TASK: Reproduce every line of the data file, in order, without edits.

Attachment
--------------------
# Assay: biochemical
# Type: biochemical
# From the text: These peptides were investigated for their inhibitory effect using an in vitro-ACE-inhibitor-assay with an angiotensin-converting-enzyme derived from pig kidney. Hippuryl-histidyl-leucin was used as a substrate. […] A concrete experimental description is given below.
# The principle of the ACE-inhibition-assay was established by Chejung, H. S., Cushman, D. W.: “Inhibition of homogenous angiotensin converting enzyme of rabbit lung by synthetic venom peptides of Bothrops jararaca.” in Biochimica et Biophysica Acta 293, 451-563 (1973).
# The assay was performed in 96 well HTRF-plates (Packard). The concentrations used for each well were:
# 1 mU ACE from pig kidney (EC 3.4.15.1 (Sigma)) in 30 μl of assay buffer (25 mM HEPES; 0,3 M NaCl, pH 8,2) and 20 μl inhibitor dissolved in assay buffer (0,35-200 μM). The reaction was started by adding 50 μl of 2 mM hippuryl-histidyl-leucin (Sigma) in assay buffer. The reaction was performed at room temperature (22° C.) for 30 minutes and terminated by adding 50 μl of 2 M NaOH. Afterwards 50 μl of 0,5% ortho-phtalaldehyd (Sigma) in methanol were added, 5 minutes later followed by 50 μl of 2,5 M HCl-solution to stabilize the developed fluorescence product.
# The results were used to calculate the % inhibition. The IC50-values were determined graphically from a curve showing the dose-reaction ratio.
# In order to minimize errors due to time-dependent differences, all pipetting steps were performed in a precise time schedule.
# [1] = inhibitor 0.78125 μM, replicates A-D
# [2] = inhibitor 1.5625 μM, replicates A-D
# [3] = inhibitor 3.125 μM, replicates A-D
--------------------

# Assay: biochemical
# Type: biochemical
# From the text: These peptides were investigated for their inhibitory effect using an in vitro-ACE-inhibitor-assay with an angiotensin-converting-enzyme derived from pig kidney. Hippuryl-histidyl-leucin was used as a substrate. […] A concrete experimental description is given below.
# The principle of the ACE-inhibition-assay was established by Chejung, H. S., Cushman, D. W.: “Inhibition of homogenous angiotensin converting enzyme of rabbit lung by synthetic venom peptides of Bothrops jararaca.” in Biochimica et Biophysica Acta 293, 451-563 (1973).
# The assay was performed in 96 well HTRF-plates (Packard). The concentrations used for each well were:
# 1 mU ACE from pig kidney (EC 3.4.15.1 (Sigma)) in 30 μl of assay buffer (25 mM HEPES; 0,3 M NaCl, pH 8,2) and 20 μl inhibitor dissolved in assay buffer (0,35-200 μM). The reaction was started by adding 50 μl of 2 mM hippuryl-histidyl-leucin (Sigma) in assay buffer. The reaction was performed at room temperature (22° C.) for 30 minutes and terminated by adding 50 μl of 2 M NaOH. Afterwards 50 μl of 0,5% ortho-phtalaldehyd (Sigma) in methanol were added, 5 minutes later followed by 50 μl of 2,5 M HCl-solution to stabilize the developed fluorescence product.
# The results were used to calculate the % inhibition. The IC50-values were determined graphically from a curve showing the dose-reaction ratio.
# In order to minimize errors due to time-dependent differences, all pipetting steps were performed in a precise time schedule.
# [1] = inhibitor 0.78125 μM, replicates A-D
# [2] = inhibitor 1.5625 μM, replicates A-D
# [3] = inhibitor 3.125 μM, replicates A-D